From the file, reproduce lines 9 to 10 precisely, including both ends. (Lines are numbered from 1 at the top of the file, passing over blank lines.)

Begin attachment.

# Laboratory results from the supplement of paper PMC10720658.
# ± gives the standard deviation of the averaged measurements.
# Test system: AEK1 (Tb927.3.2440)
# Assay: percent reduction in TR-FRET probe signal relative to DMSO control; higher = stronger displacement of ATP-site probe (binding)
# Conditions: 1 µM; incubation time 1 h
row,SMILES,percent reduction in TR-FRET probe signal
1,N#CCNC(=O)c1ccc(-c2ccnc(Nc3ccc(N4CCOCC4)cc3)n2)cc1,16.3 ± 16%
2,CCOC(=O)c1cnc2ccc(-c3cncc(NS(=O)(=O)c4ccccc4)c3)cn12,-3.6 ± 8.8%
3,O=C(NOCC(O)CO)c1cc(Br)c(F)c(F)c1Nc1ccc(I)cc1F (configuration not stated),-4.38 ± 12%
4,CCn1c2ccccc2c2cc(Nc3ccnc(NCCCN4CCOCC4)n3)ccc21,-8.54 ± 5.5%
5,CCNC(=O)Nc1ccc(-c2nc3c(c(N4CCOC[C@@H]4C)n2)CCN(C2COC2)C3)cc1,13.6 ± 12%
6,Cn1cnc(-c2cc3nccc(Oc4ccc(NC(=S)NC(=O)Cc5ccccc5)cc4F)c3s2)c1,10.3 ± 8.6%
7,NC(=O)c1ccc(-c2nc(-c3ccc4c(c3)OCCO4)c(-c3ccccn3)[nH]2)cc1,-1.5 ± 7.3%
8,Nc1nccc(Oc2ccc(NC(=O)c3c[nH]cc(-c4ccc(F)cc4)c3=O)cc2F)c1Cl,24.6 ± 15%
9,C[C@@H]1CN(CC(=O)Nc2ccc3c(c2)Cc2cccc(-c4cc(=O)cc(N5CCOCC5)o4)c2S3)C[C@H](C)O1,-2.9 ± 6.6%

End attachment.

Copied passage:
3,O=C(NOCC(O)CO)c1cc(Br)c(F)c(F)c1Nc1ccc(I)cc1F (configuration not stated),-4.38 ± 12%
4,CCn1c2ccccc2c2cc(Nc3ccnc(NCCCN4CCOCC4)n3)ccc21,-8.54 ± 5.5%